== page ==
Saturday, May 15, 2004
In praise of strategic thinking.
Steve Caldwell (in the course of our "Make Way for Polyamory?" conversation) objected to my advocacy of strategic thinking. So let me try to be clear about what I'm saying, both in general terms and also specifically about "polyamory," which I continue to view as a marginal issue for organized, institutional Unitarian Universalism.
First, "strategic thinking" means knowing what your goals are, identifying effective ways of achieving them, and then effectively achieving them. Being strategic is not the same thing as being reactionary, nor is it the same thing as loving the status quo. Please understand what I'm getting at: The opposite of strategic thinking is not visionary prophetic thinking; it's wandering every which way or trying to do everything at once. Without strategy, you're just lucky — if that. More often, you're just confused, and you're certainly ineffective.
When I say that I want UUs to be more strategic, this is what I mean: I want us to stop being frivolously and ineffectively at cross-purposes with ourselves. We can't do everything, so let's set priorities and goals, and then be deliberate about achieving them. For example, rather than pass, oh, five or six entirely symbolic and utterly fruitless "actions of immediate witness" every year — demanding things like zero population growth, a one-state solution in Israel-Palestine, and a U.S. Department of Peace, guaranteed to be ignored by just about everybody and implemented by nobody — wouldn't it be something if our General Assembly set some goals that our churches actually wanted to reach and gave them some tangible steps to take along the way? I want us to stop saying righteous-sounding but impotent things while blaming the culture around us for being too stupid to recognize our moral superiority. I want us, really and truly, to be persuasive and convincing because I want liberalism to matter in the culture at large.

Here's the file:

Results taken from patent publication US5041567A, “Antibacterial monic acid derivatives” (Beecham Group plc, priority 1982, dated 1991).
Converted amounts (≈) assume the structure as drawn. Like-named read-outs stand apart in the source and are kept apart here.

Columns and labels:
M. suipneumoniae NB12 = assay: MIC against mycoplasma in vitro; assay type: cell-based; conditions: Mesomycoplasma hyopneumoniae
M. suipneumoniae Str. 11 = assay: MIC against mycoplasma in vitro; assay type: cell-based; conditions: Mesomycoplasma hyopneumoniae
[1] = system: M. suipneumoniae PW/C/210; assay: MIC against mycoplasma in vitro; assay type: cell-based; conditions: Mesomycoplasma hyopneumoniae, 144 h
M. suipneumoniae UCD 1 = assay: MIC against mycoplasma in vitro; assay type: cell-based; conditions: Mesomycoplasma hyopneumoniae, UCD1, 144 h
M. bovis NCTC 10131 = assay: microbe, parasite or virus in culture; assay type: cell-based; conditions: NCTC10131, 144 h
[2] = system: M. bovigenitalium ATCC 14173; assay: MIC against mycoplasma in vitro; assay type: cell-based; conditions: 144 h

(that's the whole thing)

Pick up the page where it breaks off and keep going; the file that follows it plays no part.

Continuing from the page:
I think being genuinely persuasive require strategic thinking. I think it requires us to know what we're advocating and why. I think it obligates us to know where we do draw lines — for we certainly do — and to be intellectually honest and candid about our reasons. We simply must start thinking strategically.